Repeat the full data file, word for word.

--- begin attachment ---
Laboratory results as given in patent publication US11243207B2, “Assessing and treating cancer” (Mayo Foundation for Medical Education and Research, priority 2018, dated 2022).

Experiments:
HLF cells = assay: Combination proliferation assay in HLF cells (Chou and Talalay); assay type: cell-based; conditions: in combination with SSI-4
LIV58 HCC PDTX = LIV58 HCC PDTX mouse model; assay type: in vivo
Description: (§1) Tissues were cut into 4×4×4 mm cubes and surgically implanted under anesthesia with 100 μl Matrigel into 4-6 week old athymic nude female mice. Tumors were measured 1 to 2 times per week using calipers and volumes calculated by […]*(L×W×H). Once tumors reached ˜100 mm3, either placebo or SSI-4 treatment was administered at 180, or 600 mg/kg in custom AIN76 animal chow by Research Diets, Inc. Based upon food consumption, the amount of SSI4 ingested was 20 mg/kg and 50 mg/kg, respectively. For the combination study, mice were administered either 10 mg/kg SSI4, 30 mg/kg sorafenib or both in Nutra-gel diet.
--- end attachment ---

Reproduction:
Laboratory results as given in patent publication US11243207B2, “Assessing and treating cancer” (Mayo Foundation for Medical Education and Research, priority 2018, dated 2022).

Experiments:
HLF cells = assay: Combination proliferation assay in HLF cells (Chou and Talalay); assay type: cell-based; conditions: in combination with SSI-4
LIV58 HCC PDTX = LIV58 HCC PDTX mouse model; assay type: in vivo
Description: (§1) Tissues were cut into 4×4×4 mm cubes and surgically implanted under anesthesia with 100 μl Matrigel into 4-6 week old athymic nude female mice. Tumors were measured 1 to 2 times per week using calipers and volumes calculated by […]*(L×W×H). Once tumors reached ˜100 mm3, either placebo or SSI-4 treatment was administered at 180, or 600 mg/kg in custom AIN76 animal chow by Research Diets, Inc. Based upon food consumption, the amount of SSI4 ingested was 20 mg/kg and 50 mg/kg, respectively. For the combination study, mice were administered either 10 mg/kg SSI4, 30 mg/kg sorafenib or both in Nutra-gel diet.